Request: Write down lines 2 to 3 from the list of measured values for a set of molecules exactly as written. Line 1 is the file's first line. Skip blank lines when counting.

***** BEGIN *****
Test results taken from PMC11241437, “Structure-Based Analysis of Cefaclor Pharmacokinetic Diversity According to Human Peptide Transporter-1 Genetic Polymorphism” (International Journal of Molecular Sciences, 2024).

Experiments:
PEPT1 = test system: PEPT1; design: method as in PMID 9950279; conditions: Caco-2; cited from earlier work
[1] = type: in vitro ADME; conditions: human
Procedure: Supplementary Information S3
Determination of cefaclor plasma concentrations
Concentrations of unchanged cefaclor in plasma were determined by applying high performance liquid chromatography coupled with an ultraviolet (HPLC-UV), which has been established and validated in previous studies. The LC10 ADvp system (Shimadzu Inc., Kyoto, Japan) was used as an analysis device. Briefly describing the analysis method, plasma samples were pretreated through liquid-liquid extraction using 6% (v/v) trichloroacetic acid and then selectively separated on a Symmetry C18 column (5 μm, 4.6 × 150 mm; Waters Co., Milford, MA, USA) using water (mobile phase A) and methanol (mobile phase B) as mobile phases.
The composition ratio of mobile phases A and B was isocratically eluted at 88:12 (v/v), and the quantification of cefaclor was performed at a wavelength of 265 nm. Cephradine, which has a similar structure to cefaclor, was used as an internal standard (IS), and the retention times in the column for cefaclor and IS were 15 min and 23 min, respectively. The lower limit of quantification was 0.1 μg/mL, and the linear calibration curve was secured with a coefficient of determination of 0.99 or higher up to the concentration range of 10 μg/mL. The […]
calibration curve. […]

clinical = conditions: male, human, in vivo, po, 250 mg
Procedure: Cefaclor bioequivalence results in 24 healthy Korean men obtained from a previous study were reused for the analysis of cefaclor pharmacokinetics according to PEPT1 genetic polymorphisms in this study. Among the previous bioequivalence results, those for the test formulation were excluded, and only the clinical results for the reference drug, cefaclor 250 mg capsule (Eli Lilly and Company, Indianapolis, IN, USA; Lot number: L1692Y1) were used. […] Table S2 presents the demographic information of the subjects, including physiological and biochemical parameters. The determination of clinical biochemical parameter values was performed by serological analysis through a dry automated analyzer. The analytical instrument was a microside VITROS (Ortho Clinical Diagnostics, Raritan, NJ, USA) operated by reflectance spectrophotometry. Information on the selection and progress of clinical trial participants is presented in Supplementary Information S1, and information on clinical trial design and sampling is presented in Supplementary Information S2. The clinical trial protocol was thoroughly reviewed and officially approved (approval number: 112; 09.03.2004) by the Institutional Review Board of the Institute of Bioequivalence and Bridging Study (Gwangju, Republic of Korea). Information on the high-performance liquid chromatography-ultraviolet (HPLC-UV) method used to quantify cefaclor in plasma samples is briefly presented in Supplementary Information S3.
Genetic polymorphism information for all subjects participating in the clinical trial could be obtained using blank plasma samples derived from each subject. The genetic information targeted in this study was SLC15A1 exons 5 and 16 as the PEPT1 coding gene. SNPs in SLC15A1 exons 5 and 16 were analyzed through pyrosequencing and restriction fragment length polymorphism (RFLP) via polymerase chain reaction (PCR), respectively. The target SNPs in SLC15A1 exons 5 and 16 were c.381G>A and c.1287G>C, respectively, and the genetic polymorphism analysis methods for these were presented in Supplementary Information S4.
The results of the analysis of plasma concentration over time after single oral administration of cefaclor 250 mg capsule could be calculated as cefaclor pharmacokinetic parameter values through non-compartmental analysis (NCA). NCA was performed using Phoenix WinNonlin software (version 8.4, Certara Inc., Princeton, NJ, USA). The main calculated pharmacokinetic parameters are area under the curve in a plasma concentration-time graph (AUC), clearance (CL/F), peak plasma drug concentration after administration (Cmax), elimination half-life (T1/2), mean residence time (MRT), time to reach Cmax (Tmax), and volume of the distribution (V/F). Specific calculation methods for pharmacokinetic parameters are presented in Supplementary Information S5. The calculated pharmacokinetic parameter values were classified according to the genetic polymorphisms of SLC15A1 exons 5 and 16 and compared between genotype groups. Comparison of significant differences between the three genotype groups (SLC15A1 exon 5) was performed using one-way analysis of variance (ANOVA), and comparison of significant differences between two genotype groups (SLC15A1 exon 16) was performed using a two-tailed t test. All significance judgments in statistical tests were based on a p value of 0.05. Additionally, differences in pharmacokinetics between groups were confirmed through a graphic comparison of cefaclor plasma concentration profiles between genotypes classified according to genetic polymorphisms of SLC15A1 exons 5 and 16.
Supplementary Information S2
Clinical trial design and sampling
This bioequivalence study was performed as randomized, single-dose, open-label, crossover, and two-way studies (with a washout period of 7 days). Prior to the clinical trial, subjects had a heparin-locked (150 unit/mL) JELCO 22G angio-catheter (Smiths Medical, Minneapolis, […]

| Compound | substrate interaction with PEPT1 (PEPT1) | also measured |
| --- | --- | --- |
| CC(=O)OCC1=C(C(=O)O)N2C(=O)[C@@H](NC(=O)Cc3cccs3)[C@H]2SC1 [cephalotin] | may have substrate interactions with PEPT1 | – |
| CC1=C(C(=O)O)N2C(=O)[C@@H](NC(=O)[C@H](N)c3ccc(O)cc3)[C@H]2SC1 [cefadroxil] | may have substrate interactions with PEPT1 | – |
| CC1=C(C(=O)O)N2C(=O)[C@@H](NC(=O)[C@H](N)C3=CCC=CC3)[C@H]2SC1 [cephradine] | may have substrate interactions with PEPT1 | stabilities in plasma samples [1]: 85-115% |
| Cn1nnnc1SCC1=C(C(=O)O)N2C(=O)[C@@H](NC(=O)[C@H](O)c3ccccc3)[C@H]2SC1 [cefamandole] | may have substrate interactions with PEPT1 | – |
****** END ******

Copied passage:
Experiments:
PEPT1 = test system: PEPT1; design: method as in PMID 9950279; conditions: Caco-2; cited from earlier work